March Madness is finally upon us, and, like spring, it somehow seems to be late this year. Perhaps this is because of February Madness, otherwise known as the White Plague. Maybe I’m overreaching. The actual Black Plague killed as many as 200 million people — or about the same as the number of Duke fans who routinely camp out night after night outside of Cameron Arena in hopes of scoring tickets.
That image should not inspire us. Although the Final Four will be played in our midst, there is no need to leave home. U. S. Bank Stadium for basketball? There’s not a good seat in the house.
The last thing we need these days is another Big Event that will cost taxpayers millions. Of course, we will get it all back in the form of Magic Money, otherwise known as the fantasy of economic impact. It’s kind of a trickle-down thing. Wink. Nod.
The tournament itself is another thing. That we gotta have.
In my cozy neighborhood, I am still traumatized by the image of Minnesota Man pushing his shovel down sidewalks of doom. These are seasoned professionals. They’ve mastered the look and have those ergonomic shovels with the S-curve on the handle. I’m never quite sure whether it’s an evolutionary phenomenon or simply a bad case of sciatica, but with or without a shovel, they walk and clear snow in the hunch position.
Anthropologists tell us that during the real plague, folks either barricaded themselves inside their hovels or simply were resigned to their fate and partied like it was 1399.
But 700 years later, medical advances have allowed us to survive most epidemics, even if we don’t actually believe in science. Finally, we can watch the NCAA tournament — all 67 games — from the comfort of our heavily mortgaged homes. Not that we can relax, because a busted bracket can chase you to the alternative reality of your choice faster than you can say “Lehigh.”
Remember 2012, when the Blue Devils lost to the Mountain Hawks in the first round? I do, because I had the Blue Devils to go all the way. And I spent the rest of the tournament binge-watching Breaking Bad. Which I hated.
If you’re watching the tournament just because you love the sport so much, I have nothing to offer. I like college basketball, but watching just to watch strikes me as weird, dysfunctional and probably unpatriotic.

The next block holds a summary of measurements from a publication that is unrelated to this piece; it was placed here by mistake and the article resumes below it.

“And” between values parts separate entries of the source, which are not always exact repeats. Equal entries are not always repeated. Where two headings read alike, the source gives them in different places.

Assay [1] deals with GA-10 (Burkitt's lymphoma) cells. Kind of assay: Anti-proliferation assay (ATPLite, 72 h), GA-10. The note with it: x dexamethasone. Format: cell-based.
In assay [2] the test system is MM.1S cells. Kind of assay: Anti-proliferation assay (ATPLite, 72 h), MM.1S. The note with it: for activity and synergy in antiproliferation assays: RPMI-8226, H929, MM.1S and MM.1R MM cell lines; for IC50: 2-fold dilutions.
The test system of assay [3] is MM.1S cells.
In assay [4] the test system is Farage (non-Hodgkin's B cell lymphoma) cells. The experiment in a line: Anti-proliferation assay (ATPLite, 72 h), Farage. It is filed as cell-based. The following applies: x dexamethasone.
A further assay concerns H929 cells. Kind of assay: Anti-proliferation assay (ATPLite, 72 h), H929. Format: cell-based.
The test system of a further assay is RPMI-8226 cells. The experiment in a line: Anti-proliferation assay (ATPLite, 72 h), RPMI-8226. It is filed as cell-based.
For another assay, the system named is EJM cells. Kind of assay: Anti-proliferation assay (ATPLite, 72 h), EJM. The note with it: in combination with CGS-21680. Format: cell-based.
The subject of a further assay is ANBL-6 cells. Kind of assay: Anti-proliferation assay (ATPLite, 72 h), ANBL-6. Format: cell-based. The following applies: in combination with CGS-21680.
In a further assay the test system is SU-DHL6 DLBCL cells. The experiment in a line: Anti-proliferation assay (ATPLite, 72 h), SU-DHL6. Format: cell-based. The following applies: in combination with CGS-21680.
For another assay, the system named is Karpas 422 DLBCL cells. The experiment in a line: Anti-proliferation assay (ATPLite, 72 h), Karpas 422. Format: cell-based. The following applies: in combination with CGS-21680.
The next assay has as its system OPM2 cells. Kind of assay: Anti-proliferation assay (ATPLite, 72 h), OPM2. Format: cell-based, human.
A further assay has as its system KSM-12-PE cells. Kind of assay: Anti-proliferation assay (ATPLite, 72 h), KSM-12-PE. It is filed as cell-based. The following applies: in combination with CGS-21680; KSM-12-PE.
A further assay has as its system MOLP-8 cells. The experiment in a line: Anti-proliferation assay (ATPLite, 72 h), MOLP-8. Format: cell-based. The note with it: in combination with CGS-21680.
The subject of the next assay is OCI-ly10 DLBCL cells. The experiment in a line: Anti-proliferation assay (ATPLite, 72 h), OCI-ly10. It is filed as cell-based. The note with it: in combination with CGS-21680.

So let’s talk first about the future book odds. If you have an off-shore account, you can get a bit more than 2-1 on Duke to win it all. Those are not good odds, but maybe Duke is that much better than everyone else. If so, I’d rather just take them against the spread in each game.
The problem here is that even with a roster full of McDonald’s All-Americans, Duke is heavily dependent on Zion Williamson. Yeah, some problem, right. I’ve watched him all year and I’ve done so many double-takes that I had to have my neck MRI’d. Damn, those things are loud. It’s like listening to Dick Vitale for 25 minutes.
You might recall that Williamson was injured in February (thanks to a shredded Nike) and missed six games. And that Duke was 3-3 in those games. Then he returned and, against a pretty good Syracuse team — the Orange are an eight-seed — all he did was make all 13 shots, grab 14 rebounds and record five steals. Twenty-nine points in all.
Full disclosure: that 3-3 Zion-less stretch included two losses to North Carolina, which would probably be a big favorite if not for Duke. But how do we know whether Williamson can withstand the grind of six games, two or three of which could be a challenge? For example, the second seed in their region (East) is Michigan State, which won the Big Ten tournament. What if he fouls out of any game past the second round? Plus, he could have a bad game, couldn’t he? Couldn’t he? (OK, maybe not.)
The fact is, we haven’t seen a player so dominant since the 1979 championship game, which featured two freaks of nature: Larry Bird and Magic Johnson. That was the most watched college game of all time. And that record might not survive this year’s tournament.
If Duke winds up playing, say, Gonzaga in the Final Four or North Carolina in the championship game, I would give up betting on the horses for, say, an entire week rather than miss those games. Gonzaga, despite getting crushed by a just barely ordinary St. Mary’s team in the West Coast Conference championship game, has the most interesting mix of talent this side of the Atlantic Coast Conference. And while a Duke-North Carolina game would be the fourth time this season those two have clashed, I wouldn’t care. Because they’re still the two best teams in the country and a 1-2 college hoops punch that could be the best ever.